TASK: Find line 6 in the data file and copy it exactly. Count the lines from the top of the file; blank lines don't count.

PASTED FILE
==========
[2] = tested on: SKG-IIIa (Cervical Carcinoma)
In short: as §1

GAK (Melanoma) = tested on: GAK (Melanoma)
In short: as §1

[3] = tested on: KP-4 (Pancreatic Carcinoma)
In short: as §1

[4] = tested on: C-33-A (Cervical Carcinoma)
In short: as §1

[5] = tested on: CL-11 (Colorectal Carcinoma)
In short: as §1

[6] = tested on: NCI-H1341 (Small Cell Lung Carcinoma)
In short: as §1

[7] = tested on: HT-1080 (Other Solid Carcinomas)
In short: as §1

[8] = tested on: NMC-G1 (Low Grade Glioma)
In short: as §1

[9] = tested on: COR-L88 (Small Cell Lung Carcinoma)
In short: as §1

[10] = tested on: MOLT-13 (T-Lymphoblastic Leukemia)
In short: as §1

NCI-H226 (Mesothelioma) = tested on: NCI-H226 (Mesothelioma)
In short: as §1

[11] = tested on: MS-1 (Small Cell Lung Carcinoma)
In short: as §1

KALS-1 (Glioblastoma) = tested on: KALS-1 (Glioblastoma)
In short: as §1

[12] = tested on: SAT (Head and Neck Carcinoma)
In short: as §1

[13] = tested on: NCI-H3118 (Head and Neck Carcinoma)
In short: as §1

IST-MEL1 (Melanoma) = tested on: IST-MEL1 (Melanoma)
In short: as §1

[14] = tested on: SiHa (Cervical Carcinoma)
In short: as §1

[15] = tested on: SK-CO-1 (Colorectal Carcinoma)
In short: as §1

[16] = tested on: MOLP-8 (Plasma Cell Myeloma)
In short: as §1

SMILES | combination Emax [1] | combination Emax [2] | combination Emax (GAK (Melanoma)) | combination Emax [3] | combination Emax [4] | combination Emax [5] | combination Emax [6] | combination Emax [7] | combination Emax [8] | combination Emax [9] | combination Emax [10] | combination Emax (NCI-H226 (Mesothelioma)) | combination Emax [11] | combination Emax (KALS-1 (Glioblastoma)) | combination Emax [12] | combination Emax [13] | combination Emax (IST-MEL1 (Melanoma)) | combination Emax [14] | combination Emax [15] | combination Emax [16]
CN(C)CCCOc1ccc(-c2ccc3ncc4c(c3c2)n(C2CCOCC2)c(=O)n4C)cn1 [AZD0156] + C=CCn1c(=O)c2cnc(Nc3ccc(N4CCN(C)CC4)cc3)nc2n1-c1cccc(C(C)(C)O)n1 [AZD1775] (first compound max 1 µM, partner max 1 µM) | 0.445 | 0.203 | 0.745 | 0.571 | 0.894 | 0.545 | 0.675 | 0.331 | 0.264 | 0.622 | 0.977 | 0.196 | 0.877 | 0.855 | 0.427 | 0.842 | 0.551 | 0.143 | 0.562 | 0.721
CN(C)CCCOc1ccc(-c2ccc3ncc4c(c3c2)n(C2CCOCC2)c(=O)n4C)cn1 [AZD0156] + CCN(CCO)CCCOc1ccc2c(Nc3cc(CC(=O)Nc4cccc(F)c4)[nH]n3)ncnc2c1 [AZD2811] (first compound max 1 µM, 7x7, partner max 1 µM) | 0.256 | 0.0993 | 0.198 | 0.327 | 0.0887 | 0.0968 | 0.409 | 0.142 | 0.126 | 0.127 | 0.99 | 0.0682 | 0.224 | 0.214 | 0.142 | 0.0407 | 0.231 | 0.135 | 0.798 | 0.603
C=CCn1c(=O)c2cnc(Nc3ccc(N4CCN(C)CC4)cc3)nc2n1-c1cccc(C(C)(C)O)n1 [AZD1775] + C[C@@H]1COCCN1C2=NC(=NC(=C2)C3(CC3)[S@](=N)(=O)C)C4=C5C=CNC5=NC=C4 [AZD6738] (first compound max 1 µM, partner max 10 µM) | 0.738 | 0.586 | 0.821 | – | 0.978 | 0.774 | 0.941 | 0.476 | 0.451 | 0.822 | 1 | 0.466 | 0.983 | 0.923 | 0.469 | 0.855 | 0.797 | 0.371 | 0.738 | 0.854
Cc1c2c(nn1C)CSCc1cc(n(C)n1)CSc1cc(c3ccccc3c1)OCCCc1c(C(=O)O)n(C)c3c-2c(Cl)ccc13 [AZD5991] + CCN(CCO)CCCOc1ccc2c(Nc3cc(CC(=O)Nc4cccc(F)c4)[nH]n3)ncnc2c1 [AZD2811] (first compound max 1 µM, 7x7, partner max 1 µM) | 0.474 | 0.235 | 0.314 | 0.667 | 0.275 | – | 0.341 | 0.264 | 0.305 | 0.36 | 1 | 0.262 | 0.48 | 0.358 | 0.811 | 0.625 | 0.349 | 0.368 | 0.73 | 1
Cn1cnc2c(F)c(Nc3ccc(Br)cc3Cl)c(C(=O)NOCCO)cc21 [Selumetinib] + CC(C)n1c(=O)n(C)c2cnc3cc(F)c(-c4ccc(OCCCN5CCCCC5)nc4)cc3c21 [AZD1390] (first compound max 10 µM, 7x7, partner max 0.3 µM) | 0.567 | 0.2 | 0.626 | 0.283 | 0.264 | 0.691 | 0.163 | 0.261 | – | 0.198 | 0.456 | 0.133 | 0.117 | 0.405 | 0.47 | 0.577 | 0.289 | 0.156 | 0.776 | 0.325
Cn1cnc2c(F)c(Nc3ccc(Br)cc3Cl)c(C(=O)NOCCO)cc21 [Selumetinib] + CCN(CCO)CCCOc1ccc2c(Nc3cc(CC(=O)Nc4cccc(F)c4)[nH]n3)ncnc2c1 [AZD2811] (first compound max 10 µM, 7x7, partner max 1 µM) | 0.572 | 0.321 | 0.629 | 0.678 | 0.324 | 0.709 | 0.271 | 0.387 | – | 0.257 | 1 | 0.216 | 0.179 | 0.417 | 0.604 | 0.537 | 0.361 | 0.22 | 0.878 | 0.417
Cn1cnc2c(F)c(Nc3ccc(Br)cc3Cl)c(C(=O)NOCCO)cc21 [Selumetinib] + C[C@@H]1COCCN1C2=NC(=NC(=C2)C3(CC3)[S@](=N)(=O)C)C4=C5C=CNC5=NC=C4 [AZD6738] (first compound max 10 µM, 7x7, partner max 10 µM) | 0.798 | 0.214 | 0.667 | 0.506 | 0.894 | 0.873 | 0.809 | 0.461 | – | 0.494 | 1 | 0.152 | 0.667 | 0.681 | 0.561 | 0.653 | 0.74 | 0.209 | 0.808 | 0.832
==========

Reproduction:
In short: as §1